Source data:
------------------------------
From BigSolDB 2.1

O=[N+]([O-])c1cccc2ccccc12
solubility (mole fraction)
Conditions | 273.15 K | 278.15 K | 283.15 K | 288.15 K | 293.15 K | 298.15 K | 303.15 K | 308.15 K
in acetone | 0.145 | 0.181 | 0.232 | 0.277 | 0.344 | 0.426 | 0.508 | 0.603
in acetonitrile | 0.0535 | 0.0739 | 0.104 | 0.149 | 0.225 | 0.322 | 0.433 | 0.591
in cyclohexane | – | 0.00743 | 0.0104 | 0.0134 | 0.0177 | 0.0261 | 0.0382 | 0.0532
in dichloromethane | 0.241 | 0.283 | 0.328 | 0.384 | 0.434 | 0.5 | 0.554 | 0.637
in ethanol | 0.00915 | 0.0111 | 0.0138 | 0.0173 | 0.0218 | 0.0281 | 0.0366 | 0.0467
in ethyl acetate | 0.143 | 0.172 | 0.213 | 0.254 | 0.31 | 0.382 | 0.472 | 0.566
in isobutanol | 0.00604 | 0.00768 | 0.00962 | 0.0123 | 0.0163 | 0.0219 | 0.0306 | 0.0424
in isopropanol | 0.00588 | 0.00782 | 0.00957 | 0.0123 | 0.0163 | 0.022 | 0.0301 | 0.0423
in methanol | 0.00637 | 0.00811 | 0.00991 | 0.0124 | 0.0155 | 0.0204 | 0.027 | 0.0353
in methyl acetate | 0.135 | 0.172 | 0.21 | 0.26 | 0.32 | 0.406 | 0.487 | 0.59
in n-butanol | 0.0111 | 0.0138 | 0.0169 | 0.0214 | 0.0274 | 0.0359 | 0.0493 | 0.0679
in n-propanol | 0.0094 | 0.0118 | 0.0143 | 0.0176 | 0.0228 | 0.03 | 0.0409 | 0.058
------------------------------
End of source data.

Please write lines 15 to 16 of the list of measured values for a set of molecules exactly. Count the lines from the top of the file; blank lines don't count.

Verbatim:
in n-butanol | 0.0111 | 0.0138 | 0.0169 | 0.0214 | 0.0274 | 0.0359 | 0.0493 | 0.0679
in n-propanol | 0.0094 | 0.0118 | 0.0143 | 0.0176 | 0.0228 | 0.03 | 0.0409 | 0.058